Image of FIG. 5.

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FIG. 5.

Chromatin linearization in micro/nanofluidic systems. (a) Schematics of reconstituted chromatin linearization in nanochannels. (b) Linearization of chromatin assembled from lambda-DNA and bare lambda DNA in nanochannels. Reprinted with permission from Streng , Lab Chip , 2772 (2009). Copyright 2009 Royal Society of Chemistry. (c) Experimental platform for single chromatin analysis at the nanoscale. (d) Coincidence two color measurements of stained DNA and GFP expressed histone on a single chromatin. Reprinted with permission from Cipriany , Anal. Chem. , 2480 (2010). Copyright 2010 American Chemical Society. (e) Chromatin elongation induced by hydrodynamic squeezing flow as well as confinement effect as channel narrows. (f) Multi-color epigenetic marker mapping for histone-H3K9me3 or histone-H4Ac on linearized chromatin. Reprinted with permission from Matsuoka , Nano Lett. , 6480 (2012). Copyright 2012 American Chemical Society. (g) Individual chromatin molecules contain valuable genetic and epigenetic information. Reprinted with permission from Cerf , ACS Nano , 7928 (2012). Copyright 2012 American Chemical Society.

Tables

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Table I.

Comparison for methods of conventional ChIP, improved ChIP, and ChIP in micro/nanofluidics.

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/content/aip/journal/bmf/7/4/10.1063/1.4816835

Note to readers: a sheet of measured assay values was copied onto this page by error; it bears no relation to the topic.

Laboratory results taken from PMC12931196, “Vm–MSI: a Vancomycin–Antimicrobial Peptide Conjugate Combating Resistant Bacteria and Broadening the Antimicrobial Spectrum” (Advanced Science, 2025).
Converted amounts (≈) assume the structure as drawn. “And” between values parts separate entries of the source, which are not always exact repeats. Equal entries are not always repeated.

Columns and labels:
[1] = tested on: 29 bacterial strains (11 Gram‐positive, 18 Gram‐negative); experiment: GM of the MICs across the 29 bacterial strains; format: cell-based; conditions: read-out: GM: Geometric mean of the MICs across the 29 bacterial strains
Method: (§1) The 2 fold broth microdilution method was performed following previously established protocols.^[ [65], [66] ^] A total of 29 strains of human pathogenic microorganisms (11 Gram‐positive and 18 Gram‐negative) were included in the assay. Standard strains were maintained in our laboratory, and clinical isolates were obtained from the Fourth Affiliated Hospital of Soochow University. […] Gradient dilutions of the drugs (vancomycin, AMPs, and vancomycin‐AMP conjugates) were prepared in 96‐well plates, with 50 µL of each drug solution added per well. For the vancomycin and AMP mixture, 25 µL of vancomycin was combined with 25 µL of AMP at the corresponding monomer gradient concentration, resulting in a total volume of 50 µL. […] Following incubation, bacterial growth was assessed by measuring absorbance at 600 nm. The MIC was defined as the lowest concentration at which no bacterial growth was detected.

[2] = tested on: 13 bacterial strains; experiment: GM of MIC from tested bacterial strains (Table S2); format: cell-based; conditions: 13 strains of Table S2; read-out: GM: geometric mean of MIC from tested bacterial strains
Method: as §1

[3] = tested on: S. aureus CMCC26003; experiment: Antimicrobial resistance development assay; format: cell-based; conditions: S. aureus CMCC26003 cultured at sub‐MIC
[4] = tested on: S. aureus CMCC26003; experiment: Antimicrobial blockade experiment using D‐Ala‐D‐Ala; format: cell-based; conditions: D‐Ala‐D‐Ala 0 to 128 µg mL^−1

2013-07-24
2014-04-21

Abstract

This short review provides an overview of the impact micro- and nanotechnologies can make in studying epigenetic structures. The importance of mapping histone modifications on chromatin prompts us to highlight the complexities and challenges associated with histone mapping, as compared to DNA sequencing. First, the histone code comprised over 30 variations, compared to 4 nucleotides for DNA. Second, whereas DNA can be amplified using polymerase chain reaction, chromatin cannot be amplified, creating challenges in obtaining sufficient material for analysis. Third, while every person has only a single genome, there exist multiple epigenomes in cells of different types and origins. Finally, we summarize existing technologies for performing these types of analyses. Although there are still relatively few examples of micro- and nanofluidic technologies for chromatin analysis, the unique advantages of using such technologies to address inherent challenges in epigenetic studies, such as limited sample material, complex readouts, and the need for high-content screens, make this an area of significant growth and opportunity.

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Scitation: Micro- and nanofluidic technologies for epigenetic profiling
http://aip.metastore.ingenta.com/content/aip/journal/bmf/7/4/10.1063/1.4816835